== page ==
When William Kent Krueger visited the Redwood Falls library last Wednesday, I accidentally impressed the heck out of everyone in the room; tt went like this....
When William Kent Krueger visited the Redwood Falls library last Wednesday, I accidentally impressed the heck out of everyone in the room.
It went like this.
Krueger stood up in front, talking about what he believes is the greatest opening paragraph in all literature. He pulled out a piece of paper and read:
“In the late summer of that year we lived in a house in a village that looked across the river and the plain to the mountains. In the bed of the river there were pebbles and boulders, dry and white in the sun, and the water was clear and swiftly moving and blue in the channels. Troops went by the house and down the road and the dust they raised powdered the leaves of the trees. The trunks of the trees too were dusty and leaves fell early that year and we saw the troops marching along the road and the dust rising and leaves, stirred by the breeze, falling and the soldiers marching and afterward the road bare and white except for the leaves.”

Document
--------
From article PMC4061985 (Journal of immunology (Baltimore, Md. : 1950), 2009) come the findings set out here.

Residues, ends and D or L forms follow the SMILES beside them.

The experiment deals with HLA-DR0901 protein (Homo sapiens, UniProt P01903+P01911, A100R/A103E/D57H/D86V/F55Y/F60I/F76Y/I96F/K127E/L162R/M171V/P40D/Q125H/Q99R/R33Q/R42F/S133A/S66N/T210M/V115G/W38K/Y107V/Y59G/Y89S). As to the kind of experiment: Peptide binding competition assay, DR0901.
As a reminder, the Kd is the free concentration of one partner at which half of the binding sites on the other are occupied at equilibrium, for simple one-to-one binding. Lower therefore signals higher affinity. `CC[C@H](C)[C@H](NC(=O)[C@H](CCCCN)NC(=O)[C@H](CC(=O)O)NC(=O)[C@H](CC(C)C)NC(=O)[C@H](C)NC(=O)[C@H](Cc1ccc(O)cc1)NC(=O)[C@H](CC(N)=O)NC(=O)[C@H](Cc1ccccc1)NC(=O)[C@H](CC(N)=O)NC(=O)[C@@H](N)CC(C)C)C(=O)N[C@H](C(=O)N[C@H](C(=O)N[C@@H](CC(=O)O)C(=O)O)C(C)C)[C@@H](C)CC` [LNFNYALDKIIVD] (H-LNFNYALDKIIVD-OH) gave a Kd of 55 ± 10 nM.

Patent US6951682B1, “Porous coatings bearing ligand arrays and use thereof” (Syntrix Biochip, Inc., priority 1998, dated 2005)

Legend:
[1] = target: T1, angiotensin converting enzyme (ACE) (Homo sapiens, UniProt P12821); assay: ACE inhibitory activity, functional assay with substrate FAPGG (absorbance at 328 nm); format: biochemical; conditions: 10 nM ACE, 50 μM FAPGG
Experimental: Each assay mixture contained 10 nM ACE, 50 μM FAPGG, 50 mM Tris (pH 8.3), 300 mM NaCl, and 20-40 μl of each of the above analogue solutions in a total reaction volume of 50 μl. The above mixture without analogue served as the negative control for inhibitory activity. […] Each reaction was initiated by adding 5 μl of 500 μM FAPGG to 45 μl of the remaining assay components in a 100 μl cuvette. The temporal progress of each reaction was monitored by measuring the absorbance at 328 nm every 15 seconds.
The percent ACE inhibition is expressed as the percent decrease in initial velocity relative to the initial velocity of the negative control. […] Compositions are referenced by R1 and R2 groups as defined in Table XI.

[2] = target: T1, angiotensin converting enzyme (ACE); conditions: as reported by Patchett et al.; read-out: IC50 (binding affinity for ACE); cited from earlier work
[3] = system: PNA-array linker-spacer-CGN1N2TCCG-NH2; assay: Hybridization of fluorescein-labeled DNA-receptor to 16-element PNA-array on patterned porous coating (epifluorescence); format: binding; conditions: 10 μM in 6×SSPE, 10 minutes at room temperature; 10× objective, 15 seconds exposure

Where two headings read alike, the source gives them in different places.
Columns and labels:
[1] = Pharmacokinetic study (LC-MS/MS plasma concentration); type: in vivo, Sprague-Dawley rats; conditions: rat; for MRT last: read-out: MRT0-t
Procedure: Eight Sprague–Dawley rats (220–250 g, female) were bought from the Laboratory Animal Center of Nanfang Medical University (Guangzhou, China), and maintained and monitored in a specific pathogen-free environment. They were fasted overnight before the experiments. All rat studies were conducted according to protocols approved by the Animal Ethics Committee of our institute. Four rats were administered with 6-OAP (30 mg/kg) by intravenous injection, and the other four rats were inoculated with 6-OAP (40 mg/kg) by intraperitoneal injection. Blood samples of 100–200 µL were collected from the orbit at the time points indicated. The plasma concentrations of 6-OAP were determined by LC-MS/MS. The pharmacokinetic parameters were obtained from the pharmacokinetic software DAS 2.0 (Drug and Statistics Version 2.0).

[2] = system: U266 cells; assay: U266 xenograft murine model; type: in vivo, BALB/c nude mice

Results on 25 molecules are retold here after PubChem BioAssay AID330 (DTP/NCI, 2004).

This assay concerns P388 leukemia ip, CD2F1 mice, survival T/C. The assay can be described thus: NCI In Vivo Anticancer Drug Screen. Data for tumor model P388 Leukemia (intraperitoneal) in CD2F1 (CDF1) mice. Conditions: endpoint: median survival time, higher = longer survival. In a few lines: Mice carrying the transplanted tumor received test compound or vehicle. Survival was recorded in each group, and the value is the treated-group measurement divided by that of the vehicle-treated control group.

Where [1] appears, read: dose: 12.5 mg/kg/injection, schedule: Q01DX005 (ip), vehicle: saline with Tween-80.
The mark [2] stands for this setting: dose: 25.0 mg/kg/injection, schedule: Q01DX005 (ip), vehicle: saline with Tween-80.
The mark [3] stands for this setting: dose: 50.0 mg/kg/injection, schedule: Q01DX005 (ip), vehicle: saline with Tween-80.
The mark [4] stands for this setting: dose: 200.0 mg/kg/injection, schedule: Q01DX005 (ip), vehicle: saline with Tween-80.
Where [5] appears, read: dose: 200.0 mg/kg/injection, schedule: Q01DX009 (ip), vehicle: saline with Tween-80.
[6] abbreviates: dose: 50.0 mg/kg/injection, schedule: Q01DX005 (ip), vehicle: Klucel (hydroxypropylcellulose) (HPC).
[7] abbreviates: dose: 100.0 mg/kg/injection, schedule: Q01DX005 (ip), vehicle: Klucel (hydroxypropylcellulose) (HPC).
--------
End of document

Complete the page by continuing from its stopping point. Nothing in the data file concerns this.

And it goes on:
Then Krueger asked if anyone knew who the author of that paragraph was.
I raised my hand and said, “Ernest Hemmingway.”
He looked startled, and said, “That’s right! Do you know what novel it’s from?”
I said, “A Farewell to Arms”.
Krueger looked thunderstruck and said, “In all the years I’ve been asking that, you’re the first person who’s ever known!”
And then he asked everyone in the room to applaud for me. Dr. Medrud even tapped my shoulder and gave me a fun-sized Snickers candy bar as a reward.
Here’s where we get to the confession: I’ve never actually read A Farewell to Arms.
In fact, I’ve only read the opening couple of paragraphs.
I’ve read all Hemingway’s short stories, but I’m hazier on his novels. I’ve got paperbacks of his early ones on a shelf in my closet, but I haven’t read all of them.
As it happens, every now and then, when I finish one book and am looking for a next one to read, I’ll pick up books at random and just browse the first few paragraphs to see if one grabs me.
So far, I’ve read the opening paragraphs of A Farewell to Arms maybe half a dozen times and always thought, ‘Nah, not this time. Maybe that book on that shelf above it will have something I feel like reading right now.”
And then I put A Farewell to Arms back on the shelf and glance over another book’s first page.
Now I feel like I have to sit down and actually read A Farewell to Arms. I hear it’s pretty good. And hey, I got a fun-sized Snickers out of the deal, so it’s a twofer.